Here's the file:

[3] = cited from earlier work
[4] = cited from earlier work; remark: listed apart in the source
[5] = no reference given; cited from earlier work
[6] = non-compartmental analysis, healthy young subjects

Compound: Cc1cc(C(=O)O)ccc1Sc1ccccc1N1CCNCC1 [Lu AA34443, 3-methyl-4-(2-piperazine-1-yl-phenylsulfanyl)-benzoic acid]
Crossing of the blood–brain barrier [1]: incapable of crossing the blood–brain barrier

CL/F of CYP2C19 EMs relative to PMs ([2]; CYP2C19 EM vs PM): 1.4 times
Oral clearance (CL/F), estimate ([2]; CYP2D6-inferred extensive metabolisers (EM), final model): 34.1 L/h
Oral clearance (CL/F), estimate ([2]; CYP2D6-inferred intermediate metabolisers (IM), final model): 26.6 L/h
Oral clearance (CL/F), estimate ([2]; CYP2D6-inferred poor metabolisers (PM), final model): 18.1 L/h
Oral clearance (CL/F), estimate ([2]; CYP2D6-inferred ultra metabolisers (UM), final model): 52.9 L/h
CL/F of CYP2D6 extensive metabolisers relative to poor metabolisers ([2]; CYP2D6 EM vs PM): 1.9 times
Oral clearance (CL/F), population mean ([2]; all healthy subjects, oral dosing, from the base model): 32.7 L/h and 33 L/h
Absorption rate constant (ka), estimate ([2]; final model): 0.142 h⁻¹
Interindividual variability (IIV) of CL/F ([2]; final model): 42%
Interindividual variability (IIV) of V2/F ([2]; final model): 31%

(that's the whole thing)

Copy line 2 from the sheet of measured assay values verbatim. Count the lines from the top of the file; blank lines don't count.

[4] = cited from earlier work; remark: listed apart in the source